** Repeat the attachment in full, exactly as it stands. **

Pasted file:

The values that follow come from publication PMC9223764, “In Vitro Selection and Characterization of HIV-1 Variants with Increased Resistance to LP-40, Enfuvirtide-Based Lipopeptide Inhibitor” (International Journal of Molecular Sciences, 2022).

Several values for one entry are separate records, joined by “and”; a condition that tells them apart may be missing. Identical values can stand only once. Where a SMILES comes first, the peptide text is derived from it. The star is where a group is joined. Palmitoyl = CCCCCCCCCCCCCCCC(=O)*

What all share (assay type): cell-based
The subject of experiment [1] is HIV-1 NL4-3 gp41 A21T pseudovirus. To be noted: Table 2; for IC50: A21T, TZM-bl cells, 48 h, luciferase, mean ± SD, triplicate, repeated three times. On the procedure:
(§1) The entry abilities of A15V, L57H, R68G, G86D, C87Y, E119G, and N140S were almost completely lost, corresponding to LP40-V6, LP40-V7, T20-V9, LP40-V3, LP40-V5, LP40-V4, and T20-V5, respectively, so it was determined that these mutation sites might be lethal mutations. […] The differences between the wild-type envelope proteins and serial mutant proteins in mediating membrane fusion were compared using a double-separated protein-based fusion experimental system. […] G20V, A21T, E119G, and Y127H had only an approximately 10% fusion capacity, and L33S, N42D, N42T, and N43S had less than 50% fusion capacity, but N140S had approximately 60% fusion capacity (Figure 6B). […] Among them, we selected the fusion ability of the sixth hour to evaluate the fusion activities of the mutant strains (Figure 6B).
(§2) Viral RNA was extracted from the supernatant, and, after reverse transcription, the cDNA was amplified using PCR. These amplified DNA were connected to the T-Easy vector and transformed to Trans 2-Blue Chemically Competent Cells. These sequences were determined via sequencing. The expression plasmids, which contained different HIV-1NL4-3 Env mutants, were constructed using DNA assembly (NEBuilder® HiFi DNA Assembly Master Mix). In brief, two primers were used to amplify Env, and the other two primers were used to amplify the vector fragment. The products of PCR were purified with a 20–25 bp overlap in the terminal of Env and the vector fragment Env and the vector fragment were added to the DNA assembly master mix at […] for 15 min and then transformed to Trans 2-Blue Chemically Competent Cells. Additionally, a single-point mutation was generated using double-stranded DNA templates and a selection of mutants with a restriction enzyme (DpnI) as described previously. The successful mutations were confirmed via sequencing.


The values that follow come from publication PMC9223764, “In Vitro Selection and Characterization of HIV-1 Variants with Increased Resistance to LP-40, Enfuvirtide-Based Lipopeptide Inhibitor” (International Journal of Molecular Sciences, 2022).

Several values for one entry are separate records, joined by “and”; a condition that tells them apart may be missing. Identical values can stand only once. Where a SMILES comes first, the peptide text is derived from it. The star is where a group is joined. Palmitoyl = CCCCCCCCCCCCCCCC(=O)*

What all share (assay type): cell-based
The subject of experiment [1] is HIV-1 NL4-3 gp41 A21T pseudovirus. To be noted: Table 2; for IC50: A21T, TZM-bl cells, 48 h, luciferase, mean ± SD, triplicate, repeated three times. On the procedure:
(§1) The entry abilities of A15V, L57H, R68G, G86D, C87Y, E119G, and N140S were almost completely lost, corresponding to LP40-V6, LP40-V7, T20-V9, LP40-V3, LP40-V5, LP40-V4, and T20-V5, respectively, so it was determined that these mutation sites might be lethal mutations. […] The differences between the wild-type envelope proteins and serial mutant proteins in mediating membrane fusion were compared using a double-separated protein-based fusion experimental system. […] G20V, A21T, E119G, and Y127H had only an approximately 10% fusion capacity, and L33S, N42D, N42T, and N43S had less than 50% fusion capacity, but N140S had approximately 60% fusion capacity (Figure 6B). […] Among them, we selected the fusion ability of the sixth hour to evaluate the fusion activities of the mutant strains (Figure 6B).
(§2) Viral RNA was extracted from the supernatant, and, after reverse transcription, the cDNA was amplified using PCR. These amplified DNA were connected to the T-Easy vector and transformed to Trans 2-Blue Chemically Competent Cells. These sequences were determined via sequencing. The expression plasmids, which contained different HIV-1NL4-3 Env mutants, were constructed using DNA assembly (NEBuilder® HiFi DNA Assembly Master Mix). In brief, two primers were used to amplify Env, and the other two primers were used to amplify the vector fragment. The products of PCR were purified with a 20–25 bp overlap in the terminal of Env and the vector fragment Env and the vector fragment were added to the DNA assembly master mix at […] for 15 min and then transformed to Trans 2-Blue Chemically Competent Cells. Additionally, a single-point mutation was generated using double-stranded DNA templates and a selection of mutants with a restriction enzyme (DpnI) as described previously. The successful mutations were confirmed via sequencing.